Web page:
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Page:Notes and Queries - Series 9 - Volume 11.djvu/436

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NOTES AND QUERIES. [9* B. XL MAY go, iocs.

in the old faith. This woman believed she had been dead and was alive again, and such a case is quite common among savages. What, however, I wish to ask your readers is this : Is there any known -authenticated case of a person, while alive and in his normal health, being persuaded that he was dead and dwelling in the spiritual world 1 or has an attempt ever been made (as a psychological experiment) so to persuade any person ] ^

I suppose I need not add that neither hallucinations nor any phase of insanity touch the question, and that ecstasy is not relevant. THOMAS AULD.

DE LA. MARCHE. I should gratefully receive all kinds of information about Jean Francois de la Marche, last Bishop of St. Pol de Leon, France, emigrant, who went to London about the year 1802, and died there on 25 Nov., 1806. Has he left any descendants in England or in France ? Will somebody tell me where the papers he left can be found 1 C. B.

Valley res.

PAINTING BY SWAIN. Where is the painting by F. Swain, the original of an engraving by Goldar, published in 1786 under the title 'The Gallant Action (off the Isle of Man) where the brave Captain Elliot Defeated and took the Marshall Belleisle, commanded by the famous Thurot, and two other French Ships of War, the 28 of February, 1760 ' ?


" WE 'LL GO TO SEA NO MORE." Where can I find a little patriotic poem with the refrain " We '11 go to sea no more" ? The condition of this, in the last verse, is " When the French ride at the Nore." J. K. LAUGHTON.

"QUADERING." Can the use of this word be confirmed ; and, if so, what does it mean 1 ? It is supposed to have been used by one of the Elizabethan dramatic authors, but in my opinion may have been only used for "quartering." I.

[See ' H.E.D.' under ' Quader.']

BOWMEN. Companies of bowmen or archers were raised in England when an attack on this country was threatened by the Spanish Armada. These men were paid ; but were they volunteers or compelled to serve? I.

WILLIAM IRVING was admitted to West- minster School Midsummer, 1806 Can any reader of ' N. & Q.' give me particulars of his parentage and career ? G. F R. B.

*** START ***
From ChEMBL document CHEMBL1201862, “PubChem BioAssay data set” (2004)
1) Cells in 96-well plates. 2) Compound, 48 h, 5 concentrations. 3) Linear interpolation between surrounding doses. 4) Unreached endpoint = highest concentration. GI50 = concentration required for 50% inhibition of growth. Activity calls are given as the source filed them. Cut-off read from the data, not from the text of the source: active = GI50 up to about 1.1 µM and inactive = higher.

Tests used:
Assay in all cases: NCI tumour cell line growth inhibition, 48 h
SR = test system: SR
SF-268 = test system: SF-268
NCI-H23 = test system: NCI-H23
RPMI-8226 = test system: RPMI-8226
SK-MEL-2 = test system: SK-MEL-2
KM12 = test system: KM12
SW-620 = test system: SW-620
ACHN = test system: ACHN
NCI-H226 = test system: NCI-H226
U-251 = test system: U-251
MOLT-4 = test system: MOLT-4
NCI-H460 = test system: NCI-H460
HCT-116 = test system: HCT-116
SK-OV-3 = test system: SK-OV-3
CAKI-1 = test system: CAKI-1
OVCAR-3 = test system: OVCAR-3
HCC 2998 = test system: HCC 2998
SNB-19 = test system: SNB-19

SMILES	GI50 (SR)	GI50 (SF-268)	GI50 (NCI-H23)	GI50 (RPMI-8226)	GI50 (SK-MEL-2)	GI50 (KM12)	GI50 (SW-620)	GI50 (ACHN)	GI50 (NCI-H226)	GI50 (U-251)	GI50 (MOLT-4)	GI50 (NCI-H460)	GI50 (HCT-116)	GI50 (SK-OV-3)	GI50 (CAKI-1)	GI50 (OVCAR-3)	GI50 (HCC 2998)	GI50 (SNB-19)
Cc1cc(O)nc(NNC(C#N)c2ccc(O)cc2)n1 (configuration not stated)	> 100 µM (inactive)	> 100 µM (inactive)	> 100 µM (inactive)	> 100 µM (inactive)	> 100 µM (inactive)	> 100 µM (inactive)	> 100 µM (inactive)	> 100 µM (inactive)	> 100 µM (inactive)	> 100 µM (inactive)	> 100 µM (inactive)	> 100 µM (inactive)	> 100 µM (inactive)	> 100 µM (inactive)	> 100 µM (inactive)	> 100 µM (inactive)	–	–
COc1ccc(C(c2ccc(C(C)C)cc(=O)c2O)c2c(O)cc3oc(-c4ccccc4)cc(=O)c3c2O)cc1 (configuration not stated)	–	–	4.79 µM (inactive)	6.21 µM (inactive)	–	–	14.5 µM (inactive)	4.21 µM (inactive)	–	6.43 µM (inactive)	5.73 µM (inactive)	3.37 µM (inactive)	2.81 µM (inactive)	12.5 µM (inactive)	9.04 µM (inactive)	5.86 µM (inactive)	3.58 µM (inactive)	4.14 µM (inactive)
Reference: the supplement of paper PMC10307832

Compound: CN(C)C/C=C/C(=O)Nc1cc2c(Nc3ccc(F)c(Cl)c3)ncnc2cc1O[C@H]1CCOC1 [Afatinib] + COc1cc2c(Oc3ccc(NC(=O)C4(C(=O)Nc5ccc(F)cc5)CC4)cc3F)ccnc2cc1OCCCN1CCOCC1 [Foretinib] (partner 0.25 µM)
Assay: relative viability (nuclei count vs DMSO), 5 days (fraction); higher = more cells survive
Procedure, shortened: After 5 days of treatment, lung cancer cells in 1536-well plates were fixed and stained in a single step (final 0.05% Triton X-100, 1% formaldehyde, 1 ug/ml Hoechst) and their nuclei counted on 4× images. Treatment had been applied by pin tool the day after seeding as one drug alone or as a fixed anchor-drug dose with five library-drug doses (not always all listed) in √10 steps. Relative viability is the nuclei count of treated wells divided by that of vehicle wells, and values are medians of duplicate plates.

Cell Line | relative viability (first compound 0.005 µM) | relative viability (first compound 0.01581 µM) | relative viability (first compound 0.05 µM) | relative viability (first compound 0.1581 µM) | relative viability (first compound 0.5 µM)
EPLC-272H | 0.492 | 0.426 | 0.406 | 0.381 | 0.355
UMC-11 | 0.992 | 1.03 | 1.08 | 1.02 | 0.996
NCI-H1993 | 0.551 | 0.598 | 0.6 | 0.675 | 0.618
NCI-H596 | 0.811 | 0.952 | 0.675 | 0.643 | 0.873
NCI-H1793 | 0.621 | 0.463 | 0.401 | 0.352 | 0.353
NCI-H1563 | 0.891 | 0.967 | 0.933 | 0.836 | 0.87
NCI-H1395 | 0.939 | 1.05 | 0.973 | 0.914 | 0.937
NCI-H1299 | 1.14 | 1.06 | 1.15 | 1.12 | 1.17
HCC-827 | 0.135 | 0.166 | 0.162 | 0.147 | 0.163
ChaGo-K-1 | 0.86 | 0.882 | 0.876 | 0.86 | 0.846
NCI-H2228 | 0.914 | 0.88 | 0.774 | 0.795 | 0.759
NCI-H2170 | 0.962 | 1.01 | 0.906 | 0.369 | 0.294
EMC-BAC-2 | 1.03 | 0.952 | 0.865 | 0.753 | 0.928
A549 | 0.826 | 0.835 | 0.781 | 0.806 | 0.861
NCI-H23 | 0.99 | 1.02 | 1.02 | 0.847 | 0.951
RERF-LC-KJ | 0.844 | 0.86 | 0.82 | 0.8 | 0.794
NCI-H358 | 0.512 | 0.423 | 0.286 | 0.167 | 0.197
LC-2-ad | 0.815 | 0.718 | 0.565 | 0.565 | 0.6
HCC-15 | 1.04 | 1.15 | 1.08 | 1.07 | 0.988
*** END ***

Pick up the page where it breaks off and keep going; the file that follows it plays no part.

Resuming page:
POTATOES, WHISKY, AND LEPROSY. Crof ton Croker, in his ' Popular Songs of Ireland '

(1886, pp. 67-8), was inclined to assign the introduction of the manufacture of whisky into the Green Island to the fourteenth cen- tury, and continues :

" Before the progress of whisky, leper-houses, which, as Dr. Ledwich observes, ' were everywhere to be found in Ireland,' rapidly disappeared ; and hence this healing spirit was termed the water of life, or aqua vitce, which words rendered into Irish are uisge beaga, or usquebaugh, emphatically called uisge ; or, to use the expression of Sir Walter Scott, ' by way of eminence termed the water,' and from uisge is our common word whisky derived."

At an earlier page (61) is the following :

"In France potatoes were at first proscribed. Bauhine states that in his time the use of them had been prohibited in Burgundy, because it was sup- posed that they produced leprosy."

Is there any evidence to connect potatoes with leprosy, or whisky with the cure or prevention of that terrible disease 1


J. CONST. KASTNER. Can any corre- spondent enlighten me about a book, edited by J. C. Kastner, entitled 'Sketches of the Hungarian Struggle in 1848-1851,' and pub- lished by the editor in London and Glasgow in 1853 1 There is no copy of it in the British Museum, and mine seems to be incomplete. What I particularly want to know is whether some illustrations mentioned passim in the text were published bound up with the volume or separately. In the preface the editor states that

"both the artistic and literary parts of the work will show that the greatest pains have been taken to justify the confidence reposed in me, the draw- ings having been executed by eminent artists, and the text supplied by pens fully equal to the task."

With regard to the text, not a single sig- nature is given beyond that of the editor, and the original of one of the drawings was in the possession of Lady P*** in London. The printer was J. Williams, of Sunderland.

L. L. K.

CUCKOO FOLK-LORE. The Rev. George Oliver said in an article on the popular superstitions of Lincolnshire, printed in the Gentleman's Magazine, 1832, part ii. :

" The first cuckoo you hear carries with it a similar fatality. Should you have money in your pocket, it is an indication of plenty ; but woe to the unhappy wretch who hears this ill-omened bird for the first time with an empty purse ! "

Is this correct? It is certainly considered very lucky in Lincolnshire to have money on you when you first catch the sound of the suckoo's voice in spring ; but I have never been told that to hear it without money entailed misfortune. I have always imagined